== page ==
Posts about pilot skills, knowledge, and judgment
"Throttle slightly open; master on; fuel pump on; mixture rich; watch for fuel flow; mixture lean; brakes on…"
I paused and took a breath to focus my mind. "OK, let's see if I remember how to fly this thing," I thought to myself as I turned the key to start the Arrow's IO-360. This would be my first flight in almost two months and I felt a little rusty.
I gazed down at the golden, rolling hills beneath me illuminated by the warm, raking light of early morning. Visibility was unlimited in the cool, clear, California Winter air, and the view from the glider's big bubble canopy was breathtaking. My eyes swept the horizon, taking it all in. Then out of the corner of my eye I noticed the back seat. It was empty! A jolt of adrenaline brought me to attention. I was all by myself, and in less than two minutes, I had to land this thing!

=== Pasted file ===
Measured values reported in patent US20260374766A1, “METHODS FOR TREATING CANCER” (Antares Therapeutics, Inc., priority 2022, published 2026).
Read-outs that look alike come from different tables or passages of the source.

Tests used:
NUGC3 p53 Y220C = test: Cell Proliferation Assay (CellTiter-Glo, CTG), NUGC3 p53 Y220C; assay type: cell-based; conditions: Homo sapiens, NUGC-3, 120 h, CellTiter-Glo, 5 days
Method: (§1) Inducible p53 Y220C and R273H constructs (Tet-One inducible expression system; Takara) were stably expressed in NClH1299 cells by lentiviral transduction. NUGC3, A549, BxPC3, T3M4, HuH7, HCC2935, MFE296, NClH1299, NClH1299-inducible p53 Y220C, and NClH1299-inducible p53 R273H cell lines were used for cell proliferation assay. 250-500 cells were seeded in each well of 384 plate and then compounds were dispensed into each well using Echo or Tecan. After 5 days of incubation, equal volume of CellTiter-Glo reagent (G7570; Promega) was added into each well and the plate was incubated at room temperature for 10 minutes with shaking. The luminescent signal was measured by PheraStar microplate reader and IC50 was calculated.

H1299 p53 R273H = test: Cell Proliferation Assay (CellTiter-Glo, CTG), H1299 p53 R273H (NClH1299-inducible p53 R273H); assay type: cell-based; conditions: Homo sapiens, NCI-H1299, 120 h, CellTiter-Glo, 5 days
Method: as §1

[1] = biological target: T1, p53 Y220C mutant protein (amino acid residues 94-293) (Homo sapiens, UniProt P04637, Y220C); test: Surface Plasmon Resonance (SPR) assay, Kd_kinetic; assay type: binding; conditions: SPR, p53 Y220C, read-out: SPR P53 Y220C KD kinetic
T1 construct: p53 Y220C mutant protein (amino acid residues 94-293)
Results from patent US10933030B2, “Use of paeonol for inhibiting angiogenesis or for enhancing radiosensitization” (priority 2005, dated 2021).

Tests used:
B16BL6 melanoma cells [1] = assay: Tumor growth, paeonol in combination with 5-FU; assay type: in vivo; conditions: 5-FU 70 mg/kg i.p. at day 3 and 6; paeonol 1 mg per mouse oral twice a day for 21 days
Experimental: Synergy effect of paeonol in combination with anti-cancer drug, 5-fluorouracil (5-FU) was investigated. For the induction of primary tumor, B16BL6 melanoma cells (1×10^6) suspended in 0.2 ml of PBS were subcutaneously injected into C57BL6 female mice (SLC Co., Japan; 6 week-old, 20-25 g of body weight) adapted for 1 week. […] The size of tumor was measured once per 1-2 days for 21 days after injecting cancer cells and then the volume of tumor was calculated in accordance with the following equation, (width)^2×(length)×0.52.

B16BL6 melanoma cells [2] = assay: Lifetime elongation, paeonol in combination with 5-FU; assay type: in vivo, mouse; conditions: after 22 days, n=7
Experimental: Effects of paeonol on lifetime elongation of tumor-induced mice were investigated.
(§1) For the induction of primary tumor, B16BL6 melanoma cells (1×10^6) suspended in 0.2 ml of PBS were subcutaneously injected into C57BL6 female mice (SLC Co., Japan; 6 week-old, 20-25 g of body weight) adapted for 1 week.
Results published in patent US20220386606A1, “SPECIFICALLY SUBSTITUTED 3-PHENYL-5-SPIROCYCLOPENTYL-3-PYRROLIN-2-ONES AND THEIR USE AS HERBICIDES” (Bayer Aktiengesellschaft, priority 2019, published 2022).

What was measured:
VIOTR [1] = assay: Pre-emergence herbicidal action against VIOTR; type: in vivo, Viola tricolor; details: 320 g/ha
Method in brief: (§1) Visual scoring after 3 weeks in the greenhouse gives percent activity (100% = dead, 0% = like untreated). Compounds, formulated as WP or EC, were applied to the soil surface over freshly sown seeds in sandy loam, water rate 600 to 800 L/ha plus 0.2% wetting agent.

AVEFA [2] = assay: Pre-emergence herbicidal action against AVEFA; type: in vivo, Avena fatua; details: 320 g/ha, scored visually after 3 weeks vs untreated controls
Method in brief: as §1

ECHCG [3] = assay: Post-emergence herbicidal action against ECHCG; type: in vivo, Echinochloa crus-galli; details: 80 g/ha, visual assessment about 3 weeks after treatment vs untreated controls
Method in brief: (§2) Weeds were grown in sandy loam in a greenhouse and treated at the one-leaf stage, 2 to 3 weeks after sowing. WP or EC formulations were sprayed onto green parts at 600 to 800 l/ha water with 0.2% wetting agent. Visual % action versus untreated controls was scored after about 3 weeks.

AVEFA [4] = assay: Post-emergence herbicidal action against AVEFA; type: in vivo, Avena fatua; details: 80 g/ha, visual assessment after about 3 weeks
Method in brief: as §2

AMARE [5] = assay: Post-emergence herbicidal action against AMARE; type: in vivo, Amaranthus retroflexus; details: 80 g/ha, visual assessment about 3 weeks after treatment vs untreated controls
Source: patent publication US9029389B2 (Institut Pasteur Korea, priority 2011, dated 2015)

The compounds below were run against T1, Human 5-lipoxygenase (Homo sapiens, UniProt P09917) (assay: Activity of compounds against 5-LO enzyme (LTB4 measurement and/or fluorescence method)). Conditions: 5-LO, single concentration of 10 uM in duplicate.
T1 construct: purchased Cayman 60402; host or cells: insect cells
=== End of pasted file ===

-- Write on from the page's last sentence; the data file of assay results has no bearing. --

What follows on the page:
There's an old, sardonic saying: "When all else fails, lower your standards!"
This isn't one you hear often in aviation. We have high standards and we're proud of them! As pilots we're always striving to fly as well and as skillfully as we can. And as passengers, we certainly don't want our flight crew lowering their standards! The minimum standards for various pilot certificates and ratings are spelled out in the Practical Test Standards published by the FAA, but most of us are taught to strive for better.
It had been weeks since I'd flown. Between work commitments and urgent home repairs, I had been spread pretty thin. Finally I found a few fair-weather, daylight hours to spare, and I felt rested—and the Arrow was available!
"Just what do you think you're doing?! Who do you think you are?!"
I think every child in every English-speaking country has heard these words at one time or another. I've always found them rather silly. They imply that if you were somebody else, somebody special, you could get away with what you're doing—but you're not! The very idea runs counter to our American ideals of democracy and egalitarianism. "Who you are" isn't supposed to matter. It's what you do that counts.